From Plymouth came word of an archeological dig that might include evidence about the lives of enslaved people of African descent:
An excavation this summer in a small shed and nearby grounds on North Street has yielded more than 30,000 artifacts dating back 1,000 years. But the prized finds have been the bits and pieces that “might point to an African origin and [dwellers’] desire to maintain a physical, spiritual, and [m]ental connection with their origins,” said archeologist Craig Chartier. . . .From the western suburbs came a story about people living in historic houses as caretakers, to maintain them and their furnishings.
The project began in April, with a $15,000 Community Preservation Fund grant spurred by historian Rose T. Briggs’s typewritten reference to Colonel George Watson’s slave house in a 1967 Massachusetts Historical Inventory Form that she submitted on behalf of the Pilgrim Society. . . .
In addition to slaves named Cuffee and Esack, the household had Quassia, said to be “full of fun and drollery.” His owner, Judge Peter Oliver of Middleborough, had been driven out of town by residents for his Tory sympathies, according to a passage in Thomas Weston’s “History of the Town of Middleborough,” written in 1906.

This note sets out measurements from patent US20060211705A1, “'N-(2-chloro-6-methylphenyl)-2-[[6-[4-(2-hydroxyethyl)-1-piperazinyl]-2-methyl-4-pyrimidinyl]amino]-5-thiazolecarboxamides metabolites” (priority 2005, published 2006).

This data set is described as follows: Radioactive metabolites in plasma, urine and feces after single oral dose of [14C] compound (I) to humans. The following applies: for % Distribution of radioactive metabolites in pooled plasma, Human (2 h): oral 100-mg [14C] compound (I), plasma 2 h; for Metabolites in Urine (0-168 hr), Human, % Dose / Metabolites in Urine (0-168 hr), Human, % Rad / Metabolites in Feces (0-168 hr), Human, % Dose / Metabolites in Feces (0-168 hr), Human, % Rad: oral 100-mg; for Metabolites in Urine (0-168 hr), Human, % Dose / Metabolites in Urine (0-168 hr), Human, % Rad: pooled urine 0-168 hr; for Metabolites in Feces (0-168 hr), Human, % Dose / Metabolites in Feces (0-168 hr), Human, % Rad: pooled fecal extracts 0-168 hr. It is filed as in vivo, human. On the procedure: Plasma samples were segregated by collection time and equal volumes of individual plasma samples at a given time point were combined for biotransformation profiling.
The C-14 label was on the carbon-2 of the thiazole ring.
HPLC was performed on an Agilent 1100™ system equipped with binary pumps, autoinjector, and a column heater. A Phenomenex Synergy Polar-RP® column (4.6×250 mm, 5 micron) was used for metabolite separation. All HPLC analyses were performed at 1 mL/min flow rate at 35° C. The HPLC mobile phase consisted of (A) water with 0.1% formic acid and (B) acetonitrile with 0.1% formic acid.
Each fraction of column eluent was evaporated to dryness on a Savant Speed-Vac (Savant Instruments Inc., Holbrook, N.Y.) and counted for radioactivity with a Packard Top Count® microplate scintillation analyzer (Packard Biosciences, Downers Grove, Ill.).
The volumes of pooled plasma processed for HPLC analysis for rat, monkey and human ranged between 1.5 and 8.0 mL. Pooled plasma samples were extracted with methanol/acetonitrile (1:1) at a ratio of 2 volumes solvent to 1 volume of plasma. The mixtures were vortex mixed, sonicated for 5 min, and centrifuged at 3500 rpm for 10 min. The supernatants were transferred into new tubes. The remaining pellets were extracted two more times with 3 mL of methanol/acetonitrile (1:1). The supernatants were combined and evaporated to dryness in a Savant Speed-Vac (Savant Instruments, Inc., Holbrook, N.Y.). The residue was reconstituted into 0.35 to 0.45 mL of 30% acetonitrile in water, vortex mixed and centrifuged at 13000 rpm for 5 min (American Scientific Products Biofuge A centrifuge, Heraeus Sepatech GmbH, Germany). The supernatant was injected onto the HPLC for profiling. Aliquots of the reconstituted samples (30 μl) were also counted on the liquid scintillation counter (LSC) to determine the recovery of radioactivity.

It is an arrangement played out in historic houses across the state, one that can benefit both caretakers, who pay little or no rent, and the groups that own the properties but have little money to pay for upkeep.The Suffolk Resolves House, owned by Daniel Vose in 1774, is shown above.
In Milton’s Suffolk Resolves House, Steve Kluskens walks past a letter from Thomas Hutchinson, a Colonial-era governor of Massachusetts, on his way to the kitchen every morning. When he types on his Macintosh laptop, it sits on a 200-year-old table, near an 1823 Springfield musket propped up against a wall.
As caretakers, Kluskens and his wife, Sheila Frazier, eat at a table beside a display of delicate dishes that were ordered from China in 1775. The house also holds a 1641 Bible written in classical Greek, a Jacobean oak chest more than 300 years old, and assorted dour portraits of prominent, but deceased, Milton residents.
Kluskens and Frazier, like other caretakers in historic houses, cannot change the house to fit their lives. They don’t remodel or paint or add media rooms. They must adapt themselves to fit in the house.
“It gives you a unique perspective on how short a life span is,” said Kluskens, who is also curator. “We’re just passing through this house.”